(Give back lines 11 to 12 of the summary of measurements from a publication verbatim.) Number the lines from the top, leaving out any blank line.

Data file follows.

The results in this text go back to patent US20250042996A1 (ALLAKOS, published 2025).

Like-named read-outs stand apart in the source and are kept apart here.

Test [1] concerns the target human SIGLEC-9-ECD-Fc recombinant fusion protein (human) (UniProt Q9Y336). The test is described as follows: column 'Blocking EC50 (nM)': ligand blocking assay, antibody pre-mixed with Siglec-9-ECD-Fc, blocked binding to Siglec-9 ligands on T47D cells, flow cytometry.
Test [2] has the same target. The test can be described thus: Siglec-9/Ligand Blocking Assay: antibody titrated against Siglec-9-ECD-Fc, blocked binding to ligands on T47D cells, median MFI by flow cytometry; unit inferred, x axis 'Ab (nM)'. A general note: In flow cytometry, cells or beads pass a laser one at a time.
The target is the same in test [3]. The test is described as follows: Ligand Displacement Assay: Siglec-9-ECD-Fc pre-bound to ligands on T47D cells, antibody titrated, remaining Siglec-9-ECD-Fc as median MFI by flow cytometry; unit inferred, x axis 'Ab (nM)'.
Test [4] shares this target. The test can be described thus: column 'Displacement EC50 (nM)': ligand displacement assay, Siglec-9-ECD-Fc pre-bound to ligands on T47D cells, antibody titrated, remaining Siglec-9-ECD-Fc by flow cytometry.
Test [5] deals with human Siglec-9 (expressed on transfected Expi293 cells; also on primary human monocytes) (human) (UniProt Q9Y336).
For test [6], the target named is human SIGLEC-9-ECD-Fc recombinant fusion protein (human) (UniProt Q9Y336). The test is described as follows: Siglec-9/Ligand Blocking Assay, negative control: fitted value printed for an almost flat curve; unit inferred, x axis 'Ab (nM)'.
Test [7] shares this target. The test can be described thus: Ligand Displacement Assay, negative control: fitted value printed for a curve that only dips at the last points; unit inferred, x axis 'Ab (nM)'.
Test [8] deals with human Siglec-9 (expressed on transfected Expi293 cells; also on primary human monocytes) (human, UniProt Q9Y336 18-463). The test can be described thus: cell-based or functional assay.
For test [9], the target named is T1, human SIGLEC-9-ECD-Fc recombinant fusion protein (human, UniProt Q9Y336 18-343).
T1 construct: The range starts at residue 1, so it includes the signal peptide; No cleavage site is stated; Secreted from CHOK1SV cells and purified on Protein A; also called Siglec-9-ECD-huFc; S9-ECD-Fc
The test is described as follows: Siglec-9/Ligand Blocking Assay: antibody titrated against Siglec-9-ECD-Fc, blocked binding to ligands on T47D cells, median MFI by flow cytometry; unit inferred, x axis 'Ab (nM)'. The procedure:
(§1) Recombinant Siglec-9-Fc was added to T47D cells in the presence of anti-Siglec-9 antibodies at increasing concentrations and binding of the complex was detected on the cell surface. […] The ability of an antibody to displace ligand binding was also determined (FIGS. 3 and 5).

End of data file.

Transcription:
For test [9], the target named is T1, human SIGLEC-9-ECD-Fc recombinant fusion protein (human, UniProt Q9Y336 18-343).
T1 construct: The range starts at residue 1, so it includes the signal peptide; No cleavage site is stated; Secreted from CHOK1SV cells and purified on Protein A; also called Siglec-9-ECD-huFc; S9-ECD-Fc